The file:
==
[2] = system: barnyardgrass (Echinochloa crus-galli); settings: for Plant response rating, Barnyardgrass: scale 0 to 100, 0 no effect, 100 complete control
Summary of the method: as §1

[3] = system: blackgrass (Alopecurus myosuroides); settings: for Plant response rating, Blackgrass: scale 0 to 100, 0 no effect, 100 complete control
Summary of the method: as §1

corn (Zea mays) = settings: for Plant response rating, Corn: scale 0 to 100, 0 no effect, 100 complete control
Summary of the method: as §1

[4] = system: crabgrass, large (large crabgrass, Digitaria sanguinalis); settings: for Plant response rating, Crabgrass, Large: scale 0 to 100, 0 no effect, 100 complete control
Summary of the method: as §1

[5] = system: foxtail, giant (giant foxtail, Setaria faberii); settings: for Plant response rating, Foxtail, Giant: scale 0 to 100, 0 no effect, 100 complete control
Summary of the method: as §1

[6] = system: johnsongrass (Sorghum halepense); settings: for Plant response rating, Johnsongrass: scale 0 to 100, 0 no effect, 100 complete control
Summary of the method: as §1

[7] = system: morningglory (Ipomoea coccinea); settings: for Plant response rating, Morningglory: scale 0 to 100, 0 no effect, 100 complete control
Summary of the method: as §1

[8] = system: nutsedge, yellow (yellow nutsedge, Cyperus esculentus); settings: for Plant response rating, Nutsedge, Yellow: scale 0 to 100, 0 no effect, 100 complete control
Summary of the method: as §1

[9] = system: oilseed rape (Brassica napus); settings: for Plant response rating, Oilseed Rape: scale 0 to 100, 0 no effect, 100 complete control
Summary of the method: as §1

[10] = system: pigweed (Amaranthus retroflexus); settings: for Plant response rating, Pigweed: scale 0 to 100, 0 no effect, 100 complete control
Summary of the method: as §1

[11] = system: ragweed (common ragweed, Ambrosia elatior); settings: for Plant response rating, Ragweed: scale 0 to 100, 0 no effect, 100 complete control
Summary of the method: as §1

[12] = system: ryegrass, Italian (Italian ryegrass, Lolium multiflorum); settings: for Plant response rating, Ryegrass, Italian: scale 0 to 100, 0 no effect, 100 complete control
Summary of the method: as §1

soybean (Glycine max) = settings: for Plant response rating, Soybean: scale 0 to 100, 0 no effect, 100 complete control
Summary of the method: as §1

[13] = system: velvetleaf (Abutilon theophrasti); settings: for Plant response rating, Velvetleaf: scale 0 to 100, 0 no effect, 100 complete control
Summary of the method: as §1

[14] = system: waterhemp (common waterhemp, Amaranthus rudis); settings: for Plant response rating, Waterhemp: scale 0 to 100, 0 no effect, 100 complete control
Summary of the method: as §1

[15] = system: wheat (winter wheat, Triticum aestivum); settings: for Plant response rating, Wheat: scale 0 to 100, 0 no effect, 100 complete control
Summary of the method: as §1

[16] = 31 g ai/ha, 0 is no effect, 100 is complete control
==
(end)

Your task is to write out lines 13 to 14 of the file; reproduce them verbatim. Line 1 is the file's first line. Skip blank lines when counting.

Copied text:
[7] = system: morningglory (Ipomoea coccinea); settings: for Plant response rating, Morningglory: scale 0 to 100, 0 no effect, 100 complete control
Summary of the method: as §1